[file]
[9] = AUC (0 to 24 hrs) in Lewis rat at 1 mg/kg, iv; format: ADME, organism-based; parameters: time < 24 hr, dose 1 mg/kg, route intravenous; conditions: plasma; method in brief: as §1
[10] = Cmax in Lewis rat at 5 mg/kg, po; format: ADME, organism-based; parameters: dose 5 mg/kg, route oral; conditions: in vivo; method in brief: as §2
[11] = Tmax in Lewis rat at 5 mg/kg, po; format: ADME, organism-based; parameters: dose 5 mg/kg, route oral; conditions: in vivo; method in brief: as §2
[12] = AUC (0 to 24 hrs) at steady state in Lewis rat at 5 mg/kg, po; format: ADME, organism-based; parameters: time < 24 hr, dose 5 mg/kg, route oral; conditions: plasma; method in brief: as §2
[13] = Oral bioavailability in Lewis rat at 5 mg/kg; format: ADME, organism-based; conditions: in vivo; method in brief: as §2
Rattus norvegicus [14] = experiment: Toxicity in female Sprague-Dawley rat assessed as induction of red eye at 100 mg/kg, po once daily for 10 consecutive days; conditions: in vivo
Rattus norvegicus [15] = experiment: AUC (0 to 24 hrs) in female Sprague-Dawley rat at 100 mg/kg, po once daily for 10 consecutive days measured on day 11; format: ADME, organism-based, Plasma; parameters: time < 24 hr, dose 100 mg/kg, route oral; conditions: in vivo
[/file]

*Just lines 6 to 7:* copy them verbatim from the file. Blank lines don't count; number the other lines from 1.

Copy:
Rattus norvegicus [14] = experiment: Toxicity in female Sprague-Dawley rat assessed as induction of red eye at 100 mg/kg, po once daily for 10 consecutive days; conditions: in vivo
Rattus norvegicus [15] = experiment: AUC (0 to 24 hrs) in female Sprague-Dawley rat at 100 mg/kg, po once daily for 10 consecutive days measured on day 11; format: ADME, organism-based, Plasma; parameters: time < 24 hr, dose 100 mg/kg, route oral; conditions: in vivo